China is taking advantage of Venezuela’s crisis to gain valuable oil caches while looking to gain influence throughout Latin America, U.S. lawmakers and officials worry.
“It’s not clear that China is necessarily using Venezuela as a foothold,” Kenneth Merten, an ambassador in the State Department’s Bureau of Western Hemisphere Affairs, told the House Foreign Affairs Committee. “We are obviously watching very carefully what China does throughout the hemisphere and we are monitoring that very carefully.”
Merten offered that view after committee Chairman Ed Royce, R-Calif., noted that China is receives “hundreds of thousands of barrels of oil, every day” from the cash-strapped country as a debt repayment from strongman Nicolas Maduro’s regime. The Communist behemoth is poised to pour more money into Venezuela’s oil industry.
“Is the administration concerned about China’s economic stranglehold on Venezuela? And is China using Venezuela as a foothold to gain influence in the rest of the region?” Royce asked.
Merten downplayed those particular concerns, but implied a relationship between China’s ties to Maduro and the worsening of the crisis in Venezuela — not least because oil is being used to repay debts rather than to generate new revenue.
“Oil production continues to go down,” he said. “The national oil company, PDVSA, has been plagued my mismanagement, by political hacks replacing people who knew what they were doing, and the company continues to deteriorate, thus robbing the Venezuelan people and the Venezuelan government of what should be a very valuable source of income for them.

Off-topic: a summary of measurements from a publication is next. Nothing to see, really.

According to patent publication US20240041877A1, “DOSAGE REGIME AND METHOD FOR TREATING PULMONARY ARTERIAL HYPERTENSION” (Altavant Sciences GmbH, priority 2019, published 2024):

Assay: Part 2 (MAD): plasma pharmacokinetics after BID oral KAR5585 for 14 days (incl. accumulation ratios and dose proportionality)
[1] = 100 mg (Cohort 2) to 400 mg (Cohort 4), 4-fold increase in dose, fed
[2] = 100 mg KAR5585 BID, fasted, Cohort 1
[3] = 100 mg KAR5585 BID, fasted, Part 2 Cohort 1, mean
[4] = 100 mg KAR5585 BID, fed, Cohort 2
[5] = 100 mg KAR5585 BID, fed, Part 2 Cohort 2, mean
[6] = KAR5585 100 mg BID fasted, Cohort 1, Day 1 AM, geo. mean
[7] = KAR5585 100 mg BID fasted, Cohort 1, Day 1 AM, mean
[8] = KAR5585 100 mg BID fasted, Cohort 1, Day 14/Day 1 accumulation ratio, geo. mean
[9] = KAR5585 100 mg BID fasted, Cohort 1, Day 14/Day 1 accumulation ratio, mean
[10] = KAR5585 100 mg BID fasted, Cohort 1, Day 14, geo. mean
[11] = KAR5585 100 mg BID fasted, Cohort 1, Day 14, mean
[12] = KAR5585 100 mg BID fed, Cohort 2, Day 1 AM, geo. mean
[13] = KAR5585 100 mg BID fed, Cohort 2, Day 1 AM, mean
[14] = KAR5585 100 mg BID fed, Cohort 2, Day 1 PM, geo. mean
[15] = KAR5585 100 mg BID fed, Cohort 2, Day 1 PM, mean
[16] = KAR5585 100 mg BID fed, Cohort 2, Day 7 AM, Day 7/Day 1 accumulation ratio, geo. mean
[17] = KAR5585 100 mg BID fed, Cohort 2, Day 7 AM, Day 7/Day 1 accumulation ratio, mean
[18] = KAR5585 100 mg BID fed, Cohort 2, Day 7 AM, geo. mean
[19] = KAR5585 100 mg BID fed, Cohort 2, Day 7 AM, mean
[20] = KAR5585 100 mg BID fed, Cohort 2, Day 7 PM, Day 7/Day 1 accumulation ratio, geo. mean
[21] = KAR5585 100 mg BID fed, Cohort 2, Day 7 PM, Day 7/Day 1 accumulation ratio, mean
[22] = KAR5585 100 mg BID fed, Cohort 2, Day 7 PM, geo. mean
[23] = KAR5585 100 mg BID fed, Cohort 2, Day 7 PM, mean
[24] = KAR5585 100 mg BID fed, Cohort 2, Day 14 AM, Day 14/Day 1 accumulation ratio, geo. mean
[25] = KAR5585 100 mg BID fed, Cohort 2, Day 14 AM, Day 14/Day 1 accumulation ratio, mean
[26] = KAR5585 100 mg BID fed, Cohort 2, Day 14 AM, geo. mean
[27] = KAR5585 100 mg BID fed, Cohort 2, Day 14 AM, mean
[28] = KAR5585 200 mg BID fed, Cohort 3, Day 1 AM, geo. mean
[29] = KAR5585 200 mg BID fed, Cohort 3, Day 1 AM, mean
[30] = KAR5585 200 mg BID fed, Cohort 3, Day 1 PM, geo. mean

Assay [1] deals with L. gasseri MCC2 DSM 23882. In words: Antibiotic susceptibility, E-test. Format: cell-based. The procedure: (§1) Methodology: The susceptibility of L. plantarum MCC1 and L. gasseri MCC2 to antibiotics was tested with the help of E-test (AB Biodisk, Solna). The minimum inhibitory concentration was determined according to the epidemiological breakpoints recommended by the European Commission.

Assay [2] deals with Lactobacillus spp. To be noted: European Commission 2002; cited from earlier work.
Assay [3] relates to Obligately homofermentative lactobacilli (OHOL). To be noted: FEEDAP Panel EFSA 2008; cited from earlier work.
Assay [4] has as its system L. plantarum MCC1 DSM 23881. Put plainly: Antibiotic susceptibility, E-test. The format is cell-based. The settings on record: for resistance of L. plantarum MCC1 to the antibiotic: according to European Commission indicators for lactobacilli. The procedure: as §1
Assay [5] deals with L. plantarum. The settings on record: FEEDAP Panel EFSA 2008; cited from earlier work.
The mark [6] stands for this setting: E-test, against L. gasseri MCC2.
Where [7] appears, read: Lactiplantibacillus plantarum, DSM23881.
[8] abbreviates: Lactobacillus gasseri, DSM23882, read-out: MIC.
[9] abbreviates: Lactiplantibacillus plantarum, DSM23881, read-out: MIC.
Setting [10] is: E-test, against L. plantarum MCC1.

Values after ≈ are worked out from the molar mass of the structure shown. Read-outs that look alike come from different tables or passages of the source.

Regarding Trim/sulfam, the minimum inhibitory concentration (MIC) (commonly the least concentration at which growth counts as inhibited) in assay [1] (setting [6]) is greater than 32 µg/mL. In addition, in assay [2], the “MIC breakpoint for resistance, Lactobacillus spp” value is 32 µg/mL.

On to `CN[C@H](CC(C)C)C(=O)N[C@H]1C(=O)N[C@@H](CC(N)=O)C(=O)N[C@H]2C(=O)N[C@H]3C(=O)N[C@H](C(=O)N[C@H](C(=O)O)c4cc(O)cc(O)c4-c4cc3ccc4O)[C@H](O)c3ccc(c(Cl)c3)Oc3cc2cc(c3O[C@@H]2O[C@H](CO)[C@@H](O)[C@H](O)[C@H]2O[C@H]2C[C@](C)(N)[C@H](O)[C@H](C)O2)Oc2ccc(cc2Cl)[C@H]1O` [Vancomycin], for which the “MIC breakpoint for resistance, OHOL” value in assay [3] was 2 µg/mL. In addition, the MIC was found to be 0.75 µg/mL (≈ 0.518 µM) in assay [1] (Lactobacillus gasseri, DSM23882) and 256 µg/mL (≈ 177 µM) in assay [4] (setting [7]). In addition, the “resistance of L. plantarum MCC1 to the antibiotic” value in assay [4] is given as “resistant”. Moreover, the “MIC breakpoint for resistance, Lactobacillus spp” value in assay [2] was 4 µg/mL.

That dynamic might be a cautionary tale for other Latin American countries that consider economic partnerships with China.
“We regularly talk to our partners in the region . . .to explain what it really means to sign up to to some of the blandishments of [People’s Republic of China] in terms of loans and other things,” Merten said. “These are things that we’ve seen in the recent past that don’t necessarily help these countries out in the long term. They may be quick political fixes, but I think we are trying to explain in very clear terms that it makes more sense for long-term development of all or partners in the region to focus on rules-based and normal economic development.”
The decision by some countries to pursue a relationship with China rather than the United States affects American interests in multiple ways. For one thing, Latin America as a whole is a major source of trading partnerships. “We trade more than twice as much with the hemisphere as we do with China,” Merten said in his prepared testimony.
And insofar as China aids dictatorial regimes, it contributes indirectly to the kinds of crises that have caused an outflow of refugees from Venezuela.
“Our assistance programs in the region seek to support rule of law and governance and to make these countries better places to live, better places to do business, and thus ultimately reduce migration,” Merten said.
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